In cases where I do a screening and workup, I make sure that parents know that I will send a letter with my findings to the child’s pediatrician and other specialists involved in their care. Parents are generally very appreciative of the time you spend explaining why sleep is so important and giving them actionable information about how to improve their child’s sleep health.
DSP: Any final thoughts?
RM: Snoring and sleep apnea are in the news right now. You can’t pick up a newspaper or magazine without running into an article on sleep-related issues. As dentists, we can use this general awareness to shift the attention to our youngsters. We have to create awareness among parents, teachers and other health care providers that dentists play an essential role in catching sleep problems early. Dental intervention for sleep disordered breathing, when appropriate, can make a profound difference in a child’s health and quality of life.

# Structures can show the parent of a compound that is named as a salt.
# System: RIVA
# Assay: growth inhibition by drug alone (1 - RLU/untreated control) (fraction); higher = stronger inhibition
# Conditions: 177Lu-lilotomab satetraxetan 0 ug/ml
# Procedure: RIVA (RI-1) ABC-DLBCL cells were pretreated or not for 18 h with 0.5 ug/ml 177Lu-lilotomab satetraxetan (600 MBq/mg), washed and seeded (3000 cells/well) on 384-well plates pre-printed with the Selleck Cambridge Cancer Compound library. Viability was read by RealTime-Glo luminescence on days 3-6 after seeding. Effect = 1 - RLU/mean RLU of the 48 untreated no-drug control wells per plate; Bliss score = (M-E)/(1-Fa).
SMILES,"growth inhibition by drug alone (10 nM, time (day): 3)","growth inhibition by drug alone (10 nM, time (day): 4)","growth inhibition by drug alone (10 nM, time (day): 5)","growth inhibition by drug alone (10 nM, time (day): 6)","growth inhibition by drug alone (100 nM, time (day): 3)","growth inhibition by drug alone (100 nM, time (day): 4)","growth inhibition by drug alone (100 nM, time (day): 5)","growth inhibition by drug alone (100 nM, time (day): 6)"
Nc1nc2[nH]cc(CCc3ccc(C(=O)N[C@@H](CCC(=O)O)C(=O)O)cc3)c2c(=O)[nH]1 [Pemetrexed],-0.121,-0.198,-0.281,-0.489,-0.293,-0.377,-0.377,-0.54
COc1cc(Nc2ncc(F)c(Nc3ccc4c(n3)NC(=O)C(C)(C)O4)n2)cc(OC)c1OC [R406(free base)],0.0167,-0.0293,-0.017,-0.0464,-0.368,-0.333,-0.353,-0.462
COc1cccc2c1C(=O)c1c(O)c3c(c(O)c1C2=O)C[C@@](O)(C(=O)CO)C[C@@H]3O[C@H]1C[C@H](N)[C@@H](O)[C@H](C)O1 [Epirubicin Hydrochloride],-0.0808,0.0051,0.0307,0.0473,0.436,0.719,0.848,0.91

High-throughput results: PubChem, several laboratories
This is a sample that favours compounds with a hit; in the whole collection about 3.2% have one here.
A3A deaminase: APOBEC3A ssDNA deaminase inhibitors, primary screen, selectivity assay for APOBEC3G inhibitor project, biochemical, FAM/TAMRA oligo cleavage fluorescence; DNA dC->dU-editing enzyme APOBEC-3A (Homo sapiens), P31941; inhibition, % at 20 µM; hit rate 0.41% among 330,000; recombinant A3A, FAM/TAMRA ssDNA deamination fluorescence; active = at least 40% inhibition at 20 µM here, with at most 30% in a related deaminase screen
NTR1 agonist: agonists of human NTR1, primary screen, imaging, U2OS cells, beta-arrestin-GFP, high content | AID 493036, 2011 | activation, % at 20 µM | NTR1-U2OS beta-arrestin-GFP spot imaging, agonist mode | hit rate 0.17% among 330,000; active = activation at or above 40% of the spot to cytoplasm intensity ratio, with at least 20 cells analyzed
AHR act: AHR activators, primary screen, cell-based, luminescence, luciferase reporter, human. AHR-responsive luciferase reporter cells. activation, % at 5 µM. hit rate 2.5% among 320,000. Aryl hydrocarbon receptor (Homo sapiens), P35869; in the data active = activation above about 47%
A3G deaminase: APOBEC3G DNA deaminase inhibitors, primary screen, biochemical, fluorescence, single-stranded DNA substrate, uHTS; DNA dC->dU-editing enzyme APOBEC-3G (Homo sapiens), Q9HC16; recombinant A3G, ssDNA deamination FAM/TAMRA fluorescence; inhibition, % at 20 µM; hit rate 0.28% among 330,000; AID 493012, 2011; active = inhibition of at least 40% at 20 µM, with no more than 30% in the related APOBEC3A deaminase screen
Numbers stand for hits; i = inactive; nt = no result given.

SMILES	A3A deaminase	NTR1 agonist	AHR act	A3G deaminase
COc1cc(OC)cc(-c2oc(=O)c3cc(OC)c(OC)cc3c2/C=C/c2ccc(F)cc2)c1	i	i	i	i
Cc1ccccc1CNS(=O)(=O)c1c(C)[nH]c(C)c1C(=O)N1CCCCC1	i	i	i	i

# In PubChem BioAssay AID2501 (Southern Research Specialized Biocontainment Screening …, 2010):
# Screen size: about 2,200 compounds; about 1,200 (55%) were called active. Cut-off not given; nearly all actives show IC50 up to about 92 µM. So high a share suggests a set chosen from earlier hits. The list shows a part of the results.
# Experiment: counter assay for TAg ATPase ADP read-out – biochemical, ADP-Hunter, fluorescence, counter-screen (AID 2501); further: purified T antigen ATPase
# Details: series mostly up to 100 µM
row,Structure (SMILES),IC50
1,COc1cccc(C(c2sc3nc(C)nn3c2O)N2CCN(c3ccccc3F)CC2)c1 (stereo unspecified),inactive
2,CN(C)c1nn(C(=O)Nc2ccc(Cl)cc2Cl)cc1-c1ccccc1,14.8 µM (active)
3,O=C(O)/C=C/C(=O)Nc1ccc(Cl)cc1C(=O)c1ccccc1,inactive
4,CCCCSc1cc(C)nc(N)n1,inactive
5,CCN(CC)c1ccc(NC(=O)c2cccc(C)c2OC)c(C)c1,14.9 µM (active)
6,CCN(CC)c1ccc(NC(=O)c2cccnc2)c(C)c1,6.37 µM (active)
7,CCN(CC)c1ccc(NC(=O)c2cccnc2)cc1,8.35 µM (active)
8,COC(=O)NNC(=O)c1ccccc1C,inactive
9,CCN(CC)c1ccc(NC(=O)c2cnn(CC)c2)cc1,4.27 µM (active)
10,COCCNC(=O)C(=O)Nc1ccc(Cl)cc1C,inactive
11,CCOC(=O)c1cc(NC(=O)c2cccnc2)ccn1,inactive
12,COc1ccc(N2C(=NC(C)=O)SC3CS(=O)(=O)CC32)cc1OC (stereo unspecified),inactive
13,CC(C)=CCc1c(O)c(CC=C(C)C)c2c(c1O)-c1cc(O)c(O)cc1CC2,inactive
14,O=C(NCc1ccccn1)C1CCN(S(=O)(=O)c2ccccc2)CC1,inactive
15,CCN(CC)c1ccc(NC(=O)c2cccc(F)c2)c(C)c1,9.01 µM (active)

Cortese S, Brown TE, Corkum P, et al. Assessment and management of sleep problems in youths with attention-deficit/hyperactivity disorder. Journal of the American Academy of Child and Adolescent Psychiatry. 2013;52(8):784-796.
Katz E. Personal Communication. Toronto, Ontario 2013.
Mindell JA, Owens JA. A clinical guide to pediatric sleep : diagnosis and management of sleep problems. 2nd ed. Philadelphia: Wolters Kluwer Health/Lippincott Williams & Wilkins; 2010.
Dayyat E, Kheirandish-Gozal L, Gozal D. Childhood Obstructive Sleep Apnea: One or Two Distinct Disease Entities? Sleep medicine clinics. 2007;2(3):433-444.
Bhattacharjee R, Kheirandish-Gozal L, Spruyt K, et al. Adenotonsillectomy outcomes in treatment of obstructive sleep apnea in children: a multicenter retrospective study. Am J Respir Crit Care Med. 2010;182(5):676-683.
Bhattacharjee R, Kheirandish-Gozal L, Spruyt K, et al. Adenotonsillectomy outcomes in treatment of obstructive sleep apnea in children: a multicenter retrospective study. American journal of respiratory and critical care medicine. 2010;182(5):676-683.
Pirila-Parkkinen K, Pirttiniemi P, Nieminen P, Tolonen U, Pelttari U, Lopponen H. Dental arch morphology in children with sleep-disordered breathing. Eur J Orthod. 2009;31(2):160-167.
Schwab RJ, Pasirstein M, Kaplan L, et al. Family aggregation of upper airway soft tissue structures in normal subjects and patients with sleep apnea. American journal of respiratory and critical care medicine. 2006;173(4):453-463.